The SNP and all Women Short Lists

The SNP will this weekend at their Spring Conference debate the issue of all women shortlists for candidates to Holyrood; with the power to implement this policy transferring to the NEC should they convince the party to vote for it. Nicola Sturgeon backs the proposal and noted:

“I think people should get on merit. The problem is that’s not what happens very often just now. If we had a system that was purely based on merit, we’d have gender balance because women are 52 per cent of the population, and unless you think that women are somehow less capable, then if we had a merit-based system we wouldn’t have these problems of under-representation of women.

“I do think we need to look at system-wide approaches to deal with that so we can one day get to a position where all of these decisions are entirely based on merit.”

I’ll be honest from the start, should this motion pass I will be considering resigning as a member of the SNP, and before anyone decides to hammer me as an old male dinosaur please hear me out.

First of all, all women short lists restrict the freedom of local party members to select the best candidate at the time of the election irrespective of gender. The best candidate should win the nomination based on merit alone. Of course there should always be equality of opportunity, where a persons gender, sexual orientation, background, colour, religion and age do not count as factors in restricting any person putting themselves forward as a candidate for election.

The media really don’t help and should stop focussing on women who are political reps and their shoes, that is demeaning and a part of the wider issue of how women are perceived in politics, all female short lists will not change that.

You also don’t end discrimination against women in political parties by discriminating against men.

A YouGov Poll in August 2014 found that 56% of the public oppose the principle of all women short lists. The poll also found that 51% of women also opposed them.

We should be working harder to get more women involved in political parties and leadership positions through their work and skills, not their gender. There is a risk that all women short lists not only demean women, but demean the position that they are standing for due to the suspicion that maybe they were not the best candidate for the nomination in the first place. I could possibly accept the 50 50 idea of equal gender lists, that could work and leaves a democratic choice.

I also wonder if all women shorts lists might even be illegal under European Law, the Equality Commission have certainly said as recently as July last year that in their opinion all women short lists are illegal under the Equalities Act 2010.

We should also make parliament more female friendly around the times it sits, child care options etc. I am also not denying that there is need for a greater balance of women, not just in parliament, but across all decision making structures from business to education etc.

But to deny myself, should I wish, the opportunity to put myself forward for nomination as a potential candidate based on the fact I’m a dude is just plain wrong, as I said above, you do not end discrimination against women in politics by discriminating against men and any argument of the greater good is just not good enough.

No doubt many might want to lynch me for my view but it is how it is. Should the party decide to follow the Labour Party down this road I will be seriously considering my membership of the SNP. I cannot be a member of a party that discriminates against anyone, no matter how much they might argue that it is positive, it is needed, it is unfair to be fair etc. I cannot and will not accept it, there needs to be another way and to be honest women need to be treated better than an all female short list in my opinion.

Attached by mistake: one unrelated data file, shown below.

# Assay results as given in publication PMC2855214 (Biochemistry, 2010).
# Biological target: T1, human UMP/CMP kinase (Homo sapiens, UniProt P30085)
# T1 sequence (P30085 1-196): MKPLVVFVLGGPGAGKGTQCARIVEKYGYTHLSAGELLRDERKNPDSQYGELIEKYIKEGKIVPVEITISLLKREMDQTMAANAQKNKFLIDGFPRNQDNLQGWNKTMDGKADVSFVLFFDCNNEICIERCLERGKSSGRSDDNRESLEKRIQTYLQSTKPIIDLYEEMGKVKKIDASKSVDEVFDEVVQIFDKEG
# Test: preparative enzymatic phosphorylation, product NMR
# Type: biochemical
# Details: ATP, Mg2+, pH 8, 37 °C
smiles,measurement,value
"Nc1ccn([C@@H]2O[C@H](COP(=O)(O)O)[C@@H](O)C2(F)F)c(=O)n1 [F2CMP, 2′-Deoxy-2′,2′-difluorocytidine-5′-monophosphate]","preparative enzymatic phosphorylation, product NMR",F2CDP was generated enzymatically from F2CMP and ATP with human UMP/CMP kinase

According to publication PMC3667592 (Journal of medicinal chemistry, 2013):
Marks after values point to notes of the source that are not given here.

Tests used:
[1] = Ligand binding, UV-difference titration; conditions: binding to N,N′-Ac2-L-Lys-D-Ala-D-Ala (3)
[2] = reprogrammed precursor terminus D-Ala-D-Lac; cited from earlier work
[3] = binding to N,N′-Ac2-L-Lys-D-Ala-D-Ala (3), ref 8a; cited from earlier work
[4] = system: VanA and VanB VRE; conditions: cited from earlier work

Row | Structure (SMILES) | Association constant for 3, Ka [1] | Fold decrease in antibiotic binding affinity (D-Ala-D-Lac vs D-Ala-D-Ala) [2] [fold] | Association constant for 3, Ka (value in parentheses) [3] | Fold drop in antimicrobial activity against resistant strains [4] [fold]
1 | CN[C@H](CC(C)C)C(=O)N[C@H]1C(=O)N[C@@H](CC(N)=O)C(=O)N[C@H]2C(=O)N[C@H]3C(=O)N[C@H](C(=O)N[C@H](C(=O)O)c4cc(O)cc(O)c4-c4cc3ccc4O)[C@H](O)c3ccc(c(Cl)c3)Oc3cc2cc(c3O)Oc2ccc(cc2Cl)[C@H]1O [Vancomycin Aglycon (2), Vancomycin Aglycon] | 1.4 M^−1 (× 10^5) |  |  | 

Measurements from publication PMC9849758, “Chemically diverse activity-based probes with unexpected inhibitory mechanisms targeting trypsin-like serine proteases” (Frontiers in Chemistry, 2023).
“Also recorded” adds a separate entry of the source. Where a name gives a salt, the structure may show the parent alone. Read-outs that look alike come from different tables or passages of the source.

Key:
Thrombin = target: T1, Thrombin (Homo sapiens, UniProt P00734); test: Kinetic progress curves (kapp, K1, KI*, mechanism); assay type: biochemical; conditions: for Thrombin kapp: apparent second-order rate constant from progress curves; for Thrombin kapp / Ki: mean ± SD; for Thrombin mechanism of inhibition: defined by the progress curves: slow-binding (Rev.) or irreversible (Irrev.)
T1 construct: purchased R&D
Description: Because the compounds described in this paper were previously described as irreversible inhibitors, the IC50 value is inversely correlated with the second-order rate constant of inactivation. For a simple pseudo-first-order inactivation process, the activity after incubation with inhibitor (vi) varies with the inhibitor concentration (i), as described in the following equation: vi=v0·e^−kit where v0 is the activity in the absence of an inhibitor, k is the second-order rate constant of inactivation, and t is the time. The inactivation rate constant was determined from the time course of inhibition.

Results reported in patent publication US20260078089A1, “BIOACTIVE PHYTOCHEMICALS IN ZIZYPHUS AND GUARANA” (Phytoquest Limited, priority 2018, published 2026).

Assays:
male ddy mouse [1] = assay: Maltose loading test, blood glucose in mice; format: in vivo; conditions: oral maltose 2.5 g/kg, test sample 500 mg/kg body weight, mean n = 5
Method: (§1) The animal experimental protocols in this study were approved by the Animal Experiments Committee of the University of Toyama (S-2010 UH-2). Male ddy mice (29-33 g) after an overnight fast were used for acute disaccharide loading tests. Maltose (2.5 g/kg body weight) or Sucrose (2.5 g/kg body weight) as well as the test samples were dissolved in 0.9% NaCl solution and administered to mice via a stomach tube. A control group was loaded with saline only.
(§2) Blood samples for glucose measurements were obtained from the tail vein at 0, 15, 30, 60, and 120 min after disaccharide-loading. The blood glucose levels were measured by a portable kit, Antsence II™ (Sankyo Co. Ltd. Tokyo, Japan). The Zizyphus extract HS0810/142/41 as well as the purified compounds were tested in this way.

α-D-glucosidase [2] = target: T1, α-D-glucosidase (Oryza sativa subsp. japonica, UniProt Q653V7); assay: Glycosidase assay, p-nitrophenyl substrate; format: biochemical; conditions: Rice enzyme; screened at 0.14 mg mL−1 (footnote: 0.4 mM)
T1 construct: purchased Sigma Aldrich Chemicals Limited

1. jimnarlene

    It’s a tricky one this. Doesn’t matter what you say, you’re going to upset someone.
    I’ve always thought, “positive discrimination” was still discrimination. By it’s very nature you are excluding someone, from what ever, in preference to someone else.

    I don’t know if all woman shortlists, are the way to encourage women in to politics. I think making politics a grown up activity, instead of the play ground mentality of some; may make it more appealing. Better child care and timing of parliamentary sessions, may help.

    I don’t think resigning, from the party, will be a good idea. You cannot change the party from without, you have a voice within. It is entirely your choice, of course, but I hope you stay as I have rejoined recently due, in part, from reading this blog and others.

    • grumpyscottishman


      I am really against it, it s all the things I hate about political parties and it could be the start of the NEC consolidating power due to the high number of members. I will need to consider my position to be honest, maybe I’m not made to a member of a party, it takes a lot of discipline and singing from the hymn sheet, I don’t think I am cut out for that to be honest. I need to be able to speak my mind.

      Thanks for commenting.


  2. hektorsmum

    Hi Bruce, I am not sure I like it either but a wee story which may make this look a bit on the positive side or not. I worked in local government, I am a competent person, who fortunately or not as some people might see it, got promoted to a Supervisory position. Most women in Local Government seldom get even to that lowly position even if they are the most suitable whilst u can be about as lazy/stupid as you like as a man and as long as you belong to the right club or organisation, or go drinking with the right people you will get on. I am not even sure that those women who do get on and not because of positive discrimination, got on without some sort of intervention, I know that one we had in Human Resources was an idiot.
    Well I worked my butt off when my last boss decided he had got a better job, this said boss was supposed to sort out the situation with my office and staff, worked a load of overtime, none of it seemed to be concerned with the problems of the office. So when he left I spent many a sleepless night working out how to sort the problems he left. I managed, do not know how. I got temporary promotion and pay for two years. My reward was that there was one job available, I had a person who was working in place of someone else who had left needless to say a bloke and surprise surprise he played the same sports as the Big Boss. Well this job did not reflect what I did, it did him, I decided not to pursue it, and left him with an open door. The best bit was when he started telling me what to do. I told him to go to hell, took early retirement and never looked back.